Difference between Schematics and Circuit Diagrams
Schematics and circuit diagrams are commonly used in engineering diagrams. You may have heard them very often, but they vary each other slightly. Their targeted users or readers are different, where schematics are widely used among advanced schematics viewers while the circuit diagrams are friendly to beginners. With illustration of the differences between schematic diagrams and circuit diagrams, you will be clear about diagram uses in identifying the components of an electric system, tracing a circuit, or even fixing electrical equipment.
A schematic, or schematic diagram, represents the elements of a system with abstract and graphic symbols instead of realistic pictures. A schematic diagram focuses more on comprehending and spreading information rather than doing physical operations. For this reason, a schematic usually omits details that are not relevant to the information that it intends to convey and may add simplified elements to help readers understand the features and relationships.
An electronic schematic to electronics is what a recipe is to a chef. It will tell you what ingredients to use and how to get the ingredients arranged and connected. Instead of explaining the recipe with details, a schematic diagram is used to depict the construction of electronics. Electronic schematics consist of digital electronic symbols that represent each of the components used. On the following microelectronic device schematic diagram, the symbols are connected with lines that show you how to connect the components.
The schematic diagrams are also used in many other fields, not just in electrical systems. For example, when you take the subway, the subway map for passengers is a kind of schematic, and it represents subway stations with dots. The chemical process can also be displayed in a schematic diagram with symbols of chemical equipment.
A circuit diagram (also named electrical diagram, elementary diagram, and electronic schematic) is a graphical representation of an electrical circuit. Circuit diagrams are widely used for circuit design, construction, and maintenance of electrical and electronic equipment. Circuit diagrams can be divided into two categories - pictorial circuit diagram and schematic circuit diagram.
Pictorial diagrams are much easier to understand than schematic circuit diagrams. By connecting realistic electrical components with the wiring, a pictorial diagram makes it easy and quick for viewers to identify the electrical components of a system immediately without professional knowledge required. It can be commonly mentioned in user’s manual for normal operation. In some extent, circuit diagrams are more practical-applied.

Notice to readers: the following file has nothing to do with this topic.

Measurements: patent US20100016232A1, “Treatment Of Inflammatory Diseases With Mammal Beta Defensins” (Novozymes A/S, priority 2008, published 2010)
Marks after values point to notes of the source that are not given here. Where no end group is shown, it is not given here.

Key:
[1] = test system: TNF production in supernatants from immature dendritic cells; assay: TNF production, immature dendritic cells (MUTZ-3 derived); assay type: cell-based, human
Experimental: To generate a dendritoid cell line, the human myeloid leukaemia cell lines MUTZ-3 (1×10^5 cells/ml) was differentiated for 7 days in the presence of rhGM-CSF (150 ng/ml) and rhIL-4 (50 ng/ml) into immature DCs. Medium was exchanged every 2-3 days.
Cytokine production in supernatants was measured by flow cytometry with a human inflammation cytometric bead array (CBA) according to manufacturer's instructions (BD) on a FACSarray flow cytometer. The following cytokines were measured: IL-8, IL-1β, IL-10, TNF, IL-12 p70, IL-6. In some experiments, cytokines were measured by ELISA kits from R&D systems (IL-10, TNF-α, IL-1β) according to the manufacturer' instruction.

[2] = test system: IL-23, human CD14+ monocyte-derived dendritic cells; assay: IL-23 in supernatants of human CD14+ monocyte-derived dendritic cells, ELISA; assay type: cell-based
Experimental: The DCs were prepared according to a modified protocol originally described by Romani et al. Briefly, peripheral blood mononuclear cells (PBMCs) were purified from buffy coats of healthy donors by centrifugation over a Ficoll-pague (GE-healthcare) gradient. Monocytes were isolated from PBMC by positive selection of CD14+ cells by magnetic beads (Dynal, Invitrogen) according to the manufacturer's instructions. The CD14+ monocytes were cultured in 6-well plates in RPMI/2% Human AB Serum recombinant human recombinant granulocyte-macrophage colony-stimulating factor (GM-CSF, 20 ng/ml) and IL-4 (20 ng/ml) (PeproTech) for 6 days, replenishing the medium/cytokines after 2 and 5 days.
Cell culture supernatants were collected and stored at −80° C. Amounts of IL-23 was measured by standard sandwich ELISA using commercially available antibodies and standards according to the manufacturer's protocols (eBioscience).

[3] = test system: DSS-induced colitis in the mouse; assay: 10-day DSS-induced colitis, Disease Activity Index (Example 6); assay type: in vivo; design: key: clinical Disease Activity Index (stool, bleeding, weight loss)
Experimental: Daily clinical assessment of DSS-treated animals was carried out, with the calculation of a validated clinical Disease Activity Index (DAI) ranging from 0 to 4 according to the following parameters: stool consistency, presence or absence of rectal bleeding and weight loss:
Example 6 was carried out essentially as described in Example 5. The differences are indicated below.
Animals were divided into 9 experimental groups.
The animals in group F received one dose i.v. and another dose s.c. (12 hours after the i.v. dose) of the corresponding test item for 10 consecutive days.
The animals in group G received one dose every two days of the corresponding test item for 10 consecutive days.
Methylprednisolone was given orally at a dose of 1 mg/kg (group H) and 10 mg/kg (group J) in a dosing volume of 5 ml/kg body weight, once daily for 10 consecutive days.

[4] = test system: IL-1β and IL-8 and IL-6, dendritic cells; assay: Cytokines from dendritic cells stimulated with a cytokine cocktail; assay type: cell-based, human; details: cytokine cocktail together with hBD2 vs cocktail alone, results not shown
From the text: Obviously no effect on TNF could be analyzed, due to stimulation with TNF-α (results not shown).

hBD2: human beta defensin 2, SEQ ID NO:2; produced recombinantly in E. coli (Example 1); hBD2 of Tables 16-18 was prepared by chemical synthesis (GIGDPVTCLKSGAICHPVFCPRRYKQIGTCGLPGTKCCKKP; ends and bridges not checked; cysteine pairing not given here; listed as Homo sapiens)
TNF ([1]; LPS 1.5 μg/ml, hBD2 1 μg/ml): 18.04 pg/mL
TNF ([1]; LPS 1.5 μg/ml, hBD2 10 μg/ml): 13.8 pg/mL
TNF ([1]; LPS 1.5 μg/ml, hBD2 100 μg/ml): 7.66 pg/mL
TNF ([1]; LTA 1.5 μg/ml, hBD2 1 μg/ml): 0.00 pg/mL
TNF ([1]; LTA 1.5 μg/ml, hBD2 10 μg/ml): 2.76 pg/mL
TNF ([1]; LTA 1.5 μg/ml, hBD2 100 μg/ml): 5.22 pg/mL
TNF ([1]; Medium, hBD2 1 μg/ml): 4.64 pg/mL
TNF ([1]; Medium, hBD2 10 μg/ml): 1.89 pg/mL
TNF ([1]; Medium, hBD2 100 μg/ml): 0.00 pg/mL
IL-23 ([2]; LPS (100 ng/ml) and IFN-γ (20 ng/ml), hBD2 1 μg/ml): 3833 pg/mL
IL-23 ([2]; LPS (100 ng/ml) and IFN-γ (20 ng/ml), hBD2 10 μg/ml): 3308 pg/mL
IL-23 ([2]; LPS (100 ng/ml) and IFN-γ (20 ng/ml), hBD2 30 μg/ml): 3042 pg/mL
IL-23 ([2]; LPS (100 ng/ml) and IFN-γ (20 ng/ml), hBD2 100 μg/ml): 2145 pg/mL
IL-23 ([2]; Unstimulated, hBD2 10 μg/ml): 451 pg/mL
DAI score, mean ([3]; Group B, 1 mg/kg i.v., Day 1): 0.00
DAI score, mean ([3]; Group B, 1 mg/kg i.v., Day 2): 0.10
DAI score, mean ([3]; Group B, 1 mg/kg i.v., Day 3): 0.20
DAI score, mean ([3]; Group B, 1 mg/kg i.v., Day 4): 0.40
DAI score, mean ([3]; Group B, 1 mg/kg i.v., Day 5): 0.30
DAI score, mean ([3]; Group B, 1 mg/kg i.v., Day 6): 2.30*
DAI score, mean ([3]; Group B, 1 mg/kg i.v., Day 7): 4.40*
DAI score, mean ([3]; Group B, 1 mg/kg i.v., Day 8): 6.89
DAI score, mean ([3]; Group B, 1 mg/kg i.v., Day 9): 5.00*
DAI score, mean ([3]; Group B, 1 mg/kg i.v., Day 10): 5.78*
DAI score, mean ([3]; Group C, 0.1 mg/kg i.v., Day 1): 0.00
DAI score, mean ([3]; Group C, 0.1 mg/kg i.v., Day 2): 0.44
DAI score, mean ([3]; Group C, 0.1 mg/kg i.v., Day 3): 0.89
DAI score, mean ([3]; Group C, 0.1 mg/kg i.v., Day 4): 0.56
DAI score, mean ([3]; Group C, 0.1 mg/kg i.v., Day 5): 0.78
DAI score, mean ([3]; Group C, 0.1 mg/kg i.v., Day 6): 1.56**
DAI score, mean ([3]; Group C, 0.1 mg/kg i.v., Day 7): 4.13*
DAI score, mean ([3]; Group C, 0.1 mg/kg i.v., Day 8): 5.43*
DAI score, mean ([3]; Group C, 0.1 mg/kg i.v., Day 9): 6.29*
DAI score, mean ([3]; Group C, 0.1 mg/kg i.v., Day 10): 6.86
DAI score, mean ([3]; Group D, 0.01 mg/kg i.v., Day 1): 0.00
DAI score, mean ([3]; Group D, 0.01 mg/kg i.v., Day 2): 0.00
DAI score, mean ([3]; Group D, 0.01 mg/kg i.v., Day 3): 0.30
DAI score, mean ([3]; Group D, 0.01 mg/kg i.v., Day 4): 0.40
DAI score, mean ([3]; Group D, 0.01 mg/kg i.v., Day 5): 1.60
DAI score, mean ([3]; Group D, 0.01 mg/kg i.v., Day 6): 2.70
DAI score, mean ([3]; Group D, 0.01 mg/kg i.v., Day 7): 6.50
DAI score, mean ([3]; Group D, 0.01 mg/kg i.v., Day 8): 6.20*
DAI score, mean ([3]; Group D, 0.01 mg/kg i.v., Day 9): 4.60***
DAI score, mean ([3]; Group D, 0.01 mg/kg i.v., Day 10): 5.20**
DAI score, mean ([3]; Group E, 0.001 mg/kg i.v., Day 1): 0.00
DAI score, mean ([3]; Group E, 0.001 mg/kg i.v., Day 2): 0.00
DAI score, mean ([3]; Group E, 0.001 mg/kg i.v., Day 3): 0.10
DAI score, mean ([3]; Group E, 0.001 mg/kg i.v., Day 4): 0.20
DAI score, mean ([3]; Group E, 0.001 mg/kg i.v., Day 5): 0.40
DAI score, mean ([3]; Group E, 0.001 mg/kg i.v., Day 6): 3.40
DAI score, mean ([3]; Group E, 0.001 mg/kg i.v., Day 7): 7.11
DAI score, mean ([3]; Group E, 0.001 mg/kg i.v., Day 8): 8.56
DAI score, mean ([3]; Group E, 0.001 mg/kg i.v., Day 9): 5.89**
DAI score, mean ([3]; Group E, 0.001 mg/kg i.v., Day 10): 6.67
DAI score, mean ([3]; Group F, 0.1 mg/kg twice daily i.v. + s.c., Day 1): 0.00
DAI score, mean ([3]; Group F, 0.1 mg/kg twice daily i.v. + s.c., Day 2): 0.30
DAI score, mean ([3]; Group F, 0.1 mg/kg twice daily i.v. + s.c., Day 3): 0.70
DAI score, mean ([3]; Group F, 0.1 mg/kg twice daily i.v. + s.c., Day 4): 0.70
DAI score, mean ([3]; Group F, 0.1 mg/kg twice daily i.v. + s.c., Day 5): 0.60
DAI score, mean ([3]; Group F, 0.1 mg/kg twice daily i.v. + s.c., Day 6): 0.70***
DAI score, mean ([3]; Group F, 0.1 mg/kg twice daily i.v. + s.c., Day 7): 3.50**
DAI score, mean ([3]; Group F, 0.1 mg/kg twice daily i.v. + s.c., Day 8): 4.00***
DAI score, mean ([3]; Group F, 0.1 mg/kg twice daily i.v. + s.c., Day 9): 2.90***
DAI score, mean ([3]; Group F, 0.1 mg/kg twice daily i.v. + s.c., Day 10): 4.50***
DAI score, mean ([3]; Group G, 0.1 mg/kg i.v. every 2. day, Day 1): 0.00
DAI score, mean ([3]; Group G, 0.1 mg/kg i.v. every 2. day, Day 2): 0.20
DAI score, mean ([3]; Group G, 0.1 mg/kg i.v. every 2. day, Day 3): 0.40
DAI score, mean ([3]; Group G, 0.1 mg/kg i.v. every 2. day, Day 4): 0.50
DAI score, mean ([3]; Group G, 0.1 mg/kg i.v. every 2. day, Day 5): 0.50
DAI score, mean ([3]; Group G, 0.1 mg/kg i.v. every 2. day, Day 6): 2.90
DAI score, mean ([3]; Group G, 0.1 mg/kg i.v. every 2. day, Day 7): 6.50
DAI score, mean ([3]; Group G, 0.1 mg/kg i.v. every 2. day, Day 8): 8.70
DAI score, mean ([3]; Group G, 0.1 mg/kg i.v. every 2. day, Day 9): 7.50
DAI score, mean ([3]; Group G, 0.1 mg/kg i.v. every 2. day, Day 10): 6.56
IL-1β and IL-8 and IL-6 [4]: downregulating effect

A schematic circuit diagram represents the electrical system in the form of a picture that shows the main features or relationships but not the details. In a schematic circuit diagram, the presentation of electrical components and wiring does not entirely correspond to the physical arrangements in the real device. If you want to understand a schematic diagram, you are required to master the basic knowledge of electricity and physics as well as internationally standardized symbols. Look at the parallel circuits below, you may find that the battery is represented as two short lines, the lights are a circle with a cross inside, and the wiring is displayed as a line. Electrical engineers mainly use this kind of circuit diagram with unified circuit symbols. The following is a schematic circuit diagram of a semiconductor electronic.
Schematics and circuit diagrams are both important engineering diagrams. Edraw all-in-one diagramming software is an excellent schematics and circuit diagram maker. Free download the software to create your works.
EdrawMax: a swiss knife for all your diagramming need
- Effortlessly create over 280 types of diagrams.
- Provide various templates & symbols to match your needs.
- Drag and drop interface and easy to use.
- Customize every detail by using smart and dynamic toolkits.
- Compatible with a variety of file formats, such as MS Office, Visio, PDF, etc.
- Feel free to export, print, and share your diagrams.